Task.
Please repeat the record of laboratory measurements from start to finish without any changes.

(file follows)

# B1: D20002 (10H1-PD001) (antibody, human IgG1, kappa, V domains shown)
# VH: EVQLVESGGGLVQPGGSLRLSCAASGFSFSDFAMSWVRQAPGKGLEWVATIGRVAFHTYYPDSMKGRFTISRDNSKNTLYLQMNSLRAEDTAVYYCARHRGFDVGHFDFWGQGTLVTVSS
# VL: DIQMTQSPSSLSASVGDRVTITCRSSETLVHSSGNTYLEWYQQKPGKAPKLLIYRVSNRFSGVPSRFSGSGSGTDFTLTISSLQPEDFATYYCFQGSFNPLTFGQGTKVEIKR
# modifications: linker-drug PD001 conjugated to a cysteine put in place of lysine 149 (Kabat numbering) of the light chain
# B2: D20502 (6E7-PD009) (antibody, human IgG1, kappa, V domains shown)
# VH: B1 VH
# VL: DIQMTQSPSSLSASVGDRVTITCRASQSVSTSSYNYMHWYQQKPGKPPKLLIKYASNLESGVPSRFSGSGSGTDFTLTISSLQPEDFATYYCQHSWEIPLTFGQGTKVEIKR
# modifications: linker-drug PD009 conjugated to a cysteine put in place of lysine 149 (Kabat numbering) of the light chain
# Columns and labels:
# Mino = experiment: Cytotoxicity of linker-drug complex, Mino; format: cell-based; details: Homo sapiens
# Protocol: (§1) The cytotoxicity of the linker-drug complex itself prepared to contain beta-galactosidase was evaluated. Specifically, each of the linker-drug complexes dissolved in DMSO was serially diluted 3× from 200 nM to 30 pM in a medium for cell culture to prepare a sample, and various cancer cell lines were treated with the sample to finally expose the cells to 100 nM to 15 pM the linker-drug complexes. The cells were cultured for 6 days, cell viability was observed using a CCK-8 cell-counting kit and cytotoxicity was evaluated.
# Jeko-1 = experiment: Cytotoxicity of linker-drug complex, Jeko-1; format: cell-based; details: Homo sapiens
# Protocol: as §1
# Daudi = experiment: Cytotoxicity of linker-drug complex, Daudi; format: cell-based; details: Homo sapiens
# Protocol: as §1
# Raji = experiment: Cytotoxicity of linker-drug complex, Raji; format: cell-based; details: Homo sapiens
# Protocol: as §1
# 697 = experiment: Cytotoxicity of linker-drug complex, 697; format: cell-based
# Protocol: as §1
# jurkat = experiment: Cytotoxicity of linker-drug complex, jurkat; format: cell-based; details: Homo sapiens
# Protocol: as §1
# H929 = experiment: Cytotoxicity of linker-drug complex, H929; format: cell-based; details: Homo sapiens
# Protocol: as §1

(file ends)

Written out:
# B1: D20002 (10H1-PD001) (antibody, human IgG1, kappa, V domains shown)
# VH: EVQLVESGGGLVQPGGSLRLSCAASGFSFSDFAMSWVRQAPGKGLEWVATIGRVAFHTYYPDSMKGRFTISRDNSKNTLYLQMNSLRAEDTAVYYCARHRGFDVGHFDFWGQGTLVTVSS
# VL: DIQMTQSPSSLSASVGDRVTITCRSSETLVHSSGNTYLEWYQQKPGKAPKLLIYRVSNRFSGVPSRFSGSGSGTDFTLTISSLQPEDFATYYCFQGSFNPLTFGQGTKVEIKR
# modifications: linker-drug PD001 conjugated to a cysteine put in place of lysine 149 (Kabat numbering) of the light chain
# B2: D20502 (6E7-PD009) (antibody, human IgG1, kappa, V domains shown)
# VH: B1 VH
# VL: DIQMTQSPSSLSASVGDRVTITCRASQSVSTSSYNYMHWYQQKPGKPPKLLIKYASNLESGVPSRFSGSGSGTDFTLTISSLQPEDFATYYCQHSWEIPLTFGQGTKVEIKR
# modifications: linker-drug PD009 conjugated to a cysteine put in place of lysine 149 (Kabat numbering) of the light chain
# Columns and labels:
# Mino = experiment: Cytotoxicity of linker-drug complex, Mino; format: cell-based; details: Homo sapiens
# Protocol: (§1) The cytotoxicity of the linker-drug complex itself prepared to contain beta-galactosidase was evaluated. Specifically, each of the linker-drug complexes dissolved in DMSO was serially diluted 3× from 200 nM to 30 pM in a medium for cell culture to prepare a sample, and various cancer cell lines were treated with the sample to finally expose the cells to 100 nM to 15 pM the linker-drug complexes. The cells were cultured for 6 days, cell viability was observed using a CCK-8 cell-counting kit and cytotoxicity was evaluated.
# Jeko-1 = experiment: Cytotoxicity of linker-drug complex, Jeko-1; format: cell-based; details: Homo sapiens
# Protocol: as §1
# Daudi = experiment: Cytotoxicity of linker-drug complex, Daudi; format: cell-based; details: Homo sapiens
# Protocol: as §1
# Raji = experiment: Cytotoxicity of linker-drug complex, Raji; format: cell-based; details: Homo sapiens
# Protocol: as §1
# 697 = experiment: Cytotoxicity of linker-drug complex, 697; format: cell-based
# Protocol: as §1
# jurkat = experiment: Cytotoxicity of linker-drug complex, jurkat; format: cell-based; details: Homo sapiens
# Protocol: as §1
# H929 = experiment: Cytotoxicity of linker-drug complex, H929; format: cell-based; details: Homo sapiens
# Protocol: as §1